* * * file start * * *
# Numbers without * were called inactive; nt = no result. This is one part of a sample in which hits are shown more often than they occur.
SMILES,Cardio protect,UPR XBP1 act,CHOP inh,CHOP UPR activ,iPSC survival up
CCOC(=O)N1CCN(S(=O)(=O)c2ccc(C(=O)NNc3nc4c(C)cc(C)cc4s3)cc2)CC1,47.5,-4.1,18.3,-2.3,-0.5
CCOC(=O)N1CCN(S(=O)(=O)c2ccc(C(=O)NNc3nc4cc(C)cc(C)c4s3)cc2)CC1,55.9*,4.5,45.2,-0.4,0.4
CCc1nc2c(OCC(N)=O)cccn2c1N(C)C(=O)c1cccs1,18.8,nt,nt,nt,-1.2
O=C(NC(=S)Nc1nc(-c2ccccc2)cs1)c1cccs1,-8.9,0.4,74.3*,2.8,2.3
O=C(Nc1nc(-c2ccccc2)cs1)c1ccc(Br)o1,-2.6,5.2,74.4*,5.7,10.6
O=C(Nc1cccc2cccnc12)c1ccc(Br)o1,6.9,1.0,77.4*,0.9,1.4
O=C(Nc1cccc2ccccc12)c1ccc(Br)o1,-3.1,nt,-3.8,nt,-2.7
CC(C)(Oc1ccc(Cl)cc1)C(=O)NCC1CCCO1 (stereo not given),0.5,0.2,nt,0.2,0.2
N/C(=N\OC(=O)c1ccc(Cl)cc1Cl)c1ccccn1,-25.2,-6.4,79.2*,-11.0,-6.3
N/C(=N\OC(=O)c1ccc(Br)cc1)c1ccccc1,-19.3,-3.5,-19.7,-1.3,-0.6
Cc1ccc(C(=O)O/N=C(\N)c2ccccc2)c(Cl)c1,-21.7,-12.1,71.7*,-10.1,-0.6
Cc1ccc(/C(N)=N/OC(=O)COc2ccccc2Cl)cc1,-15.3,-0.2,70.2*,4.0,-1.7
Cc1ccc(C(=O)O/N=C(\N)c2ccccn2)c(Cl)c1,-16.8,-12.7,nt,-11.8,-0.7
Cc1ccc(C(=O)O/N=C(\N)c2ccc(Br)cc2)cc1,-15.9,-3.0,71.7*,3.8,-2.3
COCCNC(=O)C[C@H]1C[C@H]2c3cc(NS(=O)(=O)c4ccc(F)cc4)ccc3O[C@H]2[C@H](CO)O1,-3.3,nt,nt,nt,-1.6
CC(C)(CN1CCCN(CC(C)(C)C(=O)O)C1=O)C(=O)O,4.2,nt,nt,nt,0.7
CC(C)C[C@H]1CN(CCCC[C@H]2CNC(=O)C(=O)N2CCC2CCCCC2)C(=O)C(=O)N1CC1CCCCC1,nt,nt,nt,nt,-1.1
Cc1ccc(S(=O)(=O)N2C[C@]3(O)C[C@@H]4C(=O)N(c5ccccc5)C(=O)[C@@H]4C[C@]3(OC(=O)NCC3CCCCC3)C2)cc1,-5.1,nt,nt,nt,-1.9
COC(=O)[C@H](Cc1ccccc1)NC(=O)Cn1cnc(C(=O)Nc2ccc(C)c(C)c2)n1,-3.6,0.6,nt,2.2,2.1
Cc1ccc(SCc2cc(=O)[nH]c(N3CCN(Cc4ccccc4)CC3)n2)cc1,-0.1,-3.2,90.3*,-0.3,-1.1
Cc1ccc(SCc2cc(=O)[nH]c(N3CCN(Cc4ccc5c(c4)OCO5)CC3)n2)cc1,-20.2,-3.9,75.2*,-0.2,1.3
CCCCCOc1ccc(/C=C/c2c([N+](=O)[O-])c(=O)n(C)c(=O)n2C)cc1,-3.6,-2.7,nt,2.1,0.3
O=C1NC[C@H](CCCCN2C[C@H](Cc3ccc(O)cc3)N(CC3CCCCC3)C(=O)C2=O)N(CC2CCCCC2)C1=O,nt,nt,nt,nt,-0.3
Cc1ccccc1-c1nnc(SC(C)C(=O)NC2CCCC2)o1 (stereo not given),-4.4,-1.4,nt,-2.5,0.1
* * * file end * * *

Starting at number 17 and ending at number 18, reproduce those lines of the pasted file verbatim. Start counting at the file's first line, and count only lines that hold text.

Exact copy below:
COCCNC(=O)C[C@H]1C[C@H]2c3cc(NS(=O)(=O)c4ccc(F)cc4)ccc3O[C@H]2[C@H](CO)O1,-3.3,nt,nt,nt,-1.6
CC(C)(CN1CCCN(CC(C)(C)C(=O)O)C1=O)C(=O)O,4.2,nt,nt,nt,0.7